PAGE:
You might save yourself a lot of money, time, headaches if you hire a good photographer for a day and go out with them, play art director and learn using with their gear, do a few shots, buy a drum scan, work with the files, make a big print... sort of test it out.

Gittime.....They will be a learning curve to this new format for me, that's understood. But in a years times while learning how to the use the 8x10 and everything that goes with it....then "a client will pay me". There is a market for this I know and I am committed to make a go with it, I am trying trying to pick a 8x10 within my budget, then I will purchase some excellent glass to go with it, then I will get a decent drum scanner. I am willing to experiment and learn this craft because down the road it will pay off.....So Gittime if you got some solid points to say about the pros and cons of the above mention models, then give them to me.

Cletus
3-Jan-2013, 06:11
I have the Shen Hao FCL 810 A and a Sinar F2 8x10. I bought the Shen Hao new from Badger Graphics and I haven't touched the Sinar since I got it. Many here are loyal to Deardorff and I'm sure for good reason. I've never used a Dorff but I've seen them up close and in my humble opinion, camera design has come a long way since Deardorff was king.

The Shen FCL810 is a beautiful camera. Period. As rigid as can be expected at its considerable full extension - probably more so than my Sinar F2 at less than half the weight. Wind is a challenge, but I don't think there's an 8x10 out there that is 'windproof'. The quality of construction, finish and design is utterly beyond reproach IMO and there's NOTHNG "Made in China" seeming about it, although "MiC" isn't as much of a liability these days as it used to be.

All in all it's a very nice, very high quality camera with much more modern and...just more, features than a Deardorff. I know there are those here who will likely flay me for saying that, but I truly beleive it and not just because I happen to own the Shen Hao. In fact, I could have got the Shen or the Chamonix (another excellent Chinese maker) and I chose the FCL for reasons other than the $1000 lower price than the Chamonix.

Good luck in your decision, but I can tell from experience that the Shen Hao would probably not be a purchase you'd regret.

neil poulsen
3-Jan-2013, 08:08
. . . the reason I want 150mm is that looking at what I shoot on my FF camera many times it is in the range of 150mm in a 8x10 . . .

Out of curiosity, what do you use on your full-frame camera? To what dimensions do you typically print.

vinny
3-Jan-2013, 08:09
4x5 speed graphic and whatever lens comes with it.
$15 a pop plus $10/sheet processing doesn't make much sense to learn on and the $300 you spent on the 4x5 kit when you decide LF isn't for you will be much easier to swallow. With one 8x10 transparency film left and the remaining 8x10 color film that's left, you'll be shooting 4x5 color (if you can get it processed) shortly anyway.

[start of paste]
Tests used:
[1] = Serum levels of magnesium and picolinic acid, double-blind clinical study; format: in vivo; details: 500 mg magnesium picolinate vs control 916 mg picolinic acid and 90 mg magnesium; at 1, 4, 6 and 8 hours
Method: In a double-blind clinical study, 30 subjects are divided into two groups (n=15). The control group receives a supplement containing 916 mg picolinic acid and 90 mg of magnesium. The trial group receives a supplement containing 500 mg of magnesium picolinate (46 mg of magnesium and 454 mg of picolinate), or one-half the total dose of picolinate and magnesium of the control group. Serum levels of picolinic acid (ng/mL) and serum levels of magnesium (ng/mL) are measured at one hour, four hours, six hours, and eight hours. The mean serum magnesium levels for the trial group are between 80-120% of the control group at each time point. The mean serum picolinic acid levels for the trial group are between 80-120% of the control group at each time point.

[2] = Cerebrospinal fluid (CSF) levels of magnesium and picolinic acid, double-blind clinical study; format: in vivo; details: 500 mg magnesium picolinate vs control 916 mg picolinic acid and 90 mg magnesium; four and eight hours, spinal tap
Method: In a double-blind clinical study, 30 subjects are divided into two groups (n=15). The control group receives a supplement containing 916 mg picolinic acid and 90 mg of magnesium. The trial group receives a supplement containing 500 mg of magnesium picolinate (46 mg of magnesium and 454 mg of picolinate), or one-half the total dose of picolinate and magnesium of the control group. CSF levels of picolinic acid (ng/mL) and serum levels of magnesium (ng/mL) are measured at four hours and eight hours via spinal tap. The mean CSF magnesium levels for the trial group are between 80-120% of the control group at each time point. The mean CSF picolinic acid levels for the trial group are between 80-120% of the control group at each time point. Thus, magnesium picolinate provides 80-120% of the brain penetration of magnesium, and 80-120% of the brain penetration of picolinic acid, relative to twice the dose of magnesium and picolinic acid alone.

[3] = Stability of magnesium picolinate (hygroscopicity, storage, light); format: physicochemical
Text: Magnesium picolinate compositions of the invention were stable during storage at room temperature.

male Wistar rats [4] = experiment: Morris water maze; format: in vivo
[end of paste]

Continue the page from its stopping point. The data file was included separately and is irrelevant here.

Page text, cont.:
read this thread:http://www.largeformatphotography.info/forum/showthread.php?96476-8-x-10-quot-camera-for-architecture-photography

Tim Meisburger
3-Jan-2013, 08:40
Brad, off topic I know, but yes, the Tachiharas are available from Midwest. I just bought a 4x5, as I wanted a new wooden folder in a traditional design and that was the only one available. I like it a lot, but yes, the anodized simulated brass metal is disturbing...

Bostonartist
3-Jan-2013, 12:26
The Shen FCL810 is a beautiful camera. Period. As rigid as can be expected at its considerable full extension - probably more so than my Sinar F2 at less than half the weight. Wind is a challenge, but I don't think there's an 8x10 out there that is 'windproof'. The quality of construction, finish and design is utterly beyond reproach IMO and there's NOTHNG "Made in China" seeming about it, although "MiC" isn't as much of a liability these days as it used to be.

Good luck in your decision, but I can tell from experience that the Shen Hao would probably not be a purchase you'd regret.

Thanks Cletus, for the review on the FCL810...I am leaning towards this model, I have seen some reviews that back up what you say. I have talked to Jeff @ Badger and he concurs too.

Bostonartist
3-Jan-2013, 12:39
Out of curiosity, what do you use on your full-frame camera? To what dimensions do you typically print.

Hi Neil,
I have the Canon 5D Mark II and my WA is the Zeiss 21mm f2/8, which the 150mm on the 8x10 is close to in 35mm terms I think. I max out at 24x36 with this set up.

ic-racer
3-Jan-2013, 15:37
Careful IC...Shen Hao make at least three different styles of 8x10: the FCL, the HZX and the TFC. The FCL810 is the one you're referring to. The Shen Hao HZX810 is similar in design to a Deardorf or Ebony RW810 and the TFC...well, I guess it mimics one of the Ebony non-folding designs.
Thanks for pointing that out, Brad. Times are good now for buying an 8x10 camera. A few years ago when I bought my FCL810, they had stopped HZX production and TFC was not available yet.